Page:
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Dior Pre-Fall 2020: Kim Jones made collabing a superpower

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December 5, 2019 17:16

For Diors Pre-Fall 2020 collection, creative director Kim Jones created his own Miami skate court. A flimmery green-yellow showspace lined with colourful vintage American cars. The catwalk pasted up with taggs, imagined by legendary Stüssy founder Shawn Stüssy. Appearing like a surreal, trippy high fashion hole.


At a time where rigid fashion laws are breaking down and boundaries between high fashion and streetwear are blurring, collaborations became fashions latest tool. And soon a saturated market. It is not easy to create added value, if it is about nothing more than shining in the light of the other and opening up to the respective other target group. (Just last week, Prada and Adidas announced a partnership and unveiled some limited-edition sneakers.) Art is missing! But there is one creative mind on a mission to restore collabs to glory.


Concurrently to Art Basel in Miami this tuesday evening Dior invited the big fashion family to sunny Miami. To present their Pre-Fall 2020 collection in collaboration with the founder of Street Style label Stüssy. For this special occasion Shawn Stüssy had even returned from retirement. His resuscitation was already reason enough for hype, additionally the audience is always excited for another demonstration of Kim Jones secret speciality: mixing up the brand with unusual collaboration partners. The creative head of Dior Menswear knows how to play the collab game and once again showed what makes him so special: An honest appreciation and sense for art and creativity. The show also proved, streetwear and high fashion will still be surfing the collab wave in 2020.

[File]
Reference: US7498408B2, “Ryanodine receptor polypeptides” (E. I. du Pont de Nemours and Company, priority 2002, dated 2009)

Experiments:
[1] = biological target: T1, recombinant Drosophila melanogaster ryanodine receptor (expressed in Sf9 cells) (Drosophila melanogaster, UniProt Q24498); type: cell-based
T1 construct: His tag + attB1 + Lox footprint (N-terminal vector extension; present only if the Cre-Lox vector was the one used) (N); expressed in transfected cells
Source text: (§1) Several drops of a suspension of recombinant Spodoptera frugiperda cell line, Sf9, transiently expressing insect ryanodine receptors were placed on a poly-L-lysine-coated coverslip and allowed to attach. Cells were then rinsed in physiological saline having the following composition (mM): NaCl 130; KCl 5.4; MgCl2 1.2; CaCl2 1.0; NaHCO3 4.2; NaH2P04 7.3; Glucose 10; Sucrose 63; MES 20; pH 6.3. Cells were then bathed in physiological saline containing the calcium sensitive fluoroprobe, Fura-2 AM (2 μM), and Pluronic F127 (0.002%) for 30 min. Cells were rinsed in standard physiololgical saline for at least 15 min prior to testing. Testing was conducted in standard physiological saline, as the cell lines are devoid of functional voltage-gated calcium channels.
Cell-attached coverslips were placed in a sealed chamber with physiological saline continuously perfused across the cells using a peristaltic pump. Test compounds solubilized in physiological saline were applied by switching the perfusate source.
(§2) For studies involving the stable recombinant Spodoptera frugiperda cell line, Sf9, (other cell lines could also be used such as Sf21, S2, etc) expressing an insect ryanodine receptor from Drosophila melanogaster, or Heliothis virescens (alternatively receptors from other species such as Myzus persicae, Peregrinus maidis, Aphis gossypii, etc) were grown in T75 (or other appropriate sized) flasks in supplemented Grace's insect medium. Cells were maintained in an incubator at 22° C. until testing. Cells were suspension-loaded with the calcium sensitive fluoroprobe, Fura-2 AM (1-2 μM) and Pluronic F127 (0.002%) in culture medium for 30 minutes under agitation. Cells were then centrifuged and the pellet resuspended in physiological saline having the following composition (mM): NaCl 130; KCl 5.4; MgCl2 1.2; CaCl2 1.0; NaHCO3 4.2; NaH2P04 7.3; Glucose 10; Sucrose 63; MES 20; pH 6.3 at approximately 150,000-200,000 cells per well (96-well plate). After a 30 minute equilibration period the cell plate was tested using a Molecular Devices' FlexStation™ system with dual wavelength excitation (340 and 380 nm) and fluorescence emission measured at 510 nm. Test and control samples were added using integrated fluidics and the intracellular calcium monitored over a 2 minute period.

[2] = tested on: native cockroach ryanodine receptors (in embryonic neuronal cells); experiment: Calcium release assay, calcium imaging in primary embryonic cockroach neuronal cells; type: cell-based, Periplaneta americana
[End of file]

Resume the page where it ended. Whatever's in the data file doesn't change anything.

Shawn Stüssys very own wave is in his characteristic typeface, decorating Stüssys emblem and now Diors keypieces. Spring fresh variations of a more colorful saddlebag are now signed with the Dior logo in Shawns iconic sketch style. Honoring Stüssys brand identity, the Stüssy barret shaped the heads of diors models, of course signed with dior. Taggs printed on pullovers and short-sleeved shirts, Stüssy was famous for in the 90s, come with typical Dior suittrousers and light shorts. - It all made for a cheerful trip to Miami Beach’s skate spots. What one may have forgotten, before it came into street style and hip hop culture Stüssy was first known as a surfer brand. Kim showed references to this in his trippy-Miami-Beach color palette, including light blue, pink, green, yellow and sandy shades of beige.

As with Hajime Sorayama, Kim knows how to connect the Dior DNA with its partners in an authentic and respectful way, always integrating their creative spirit. That way he also makes them accessible to a new target group. After the 12 meter high statue of Sorayama on the Dior catwalk, his almost forgotten art experienced a hype and became a tumblr hit.


For now, Shawn seemed to enjoy his short trip back to profession. The day before the show he wrote on instagram:” I gotta say here and now how good a vibe and how natural this project has felt for me before this things breaks in a day or so…”


We can't wait to see which artist Jones will bring back to life for Dior next time.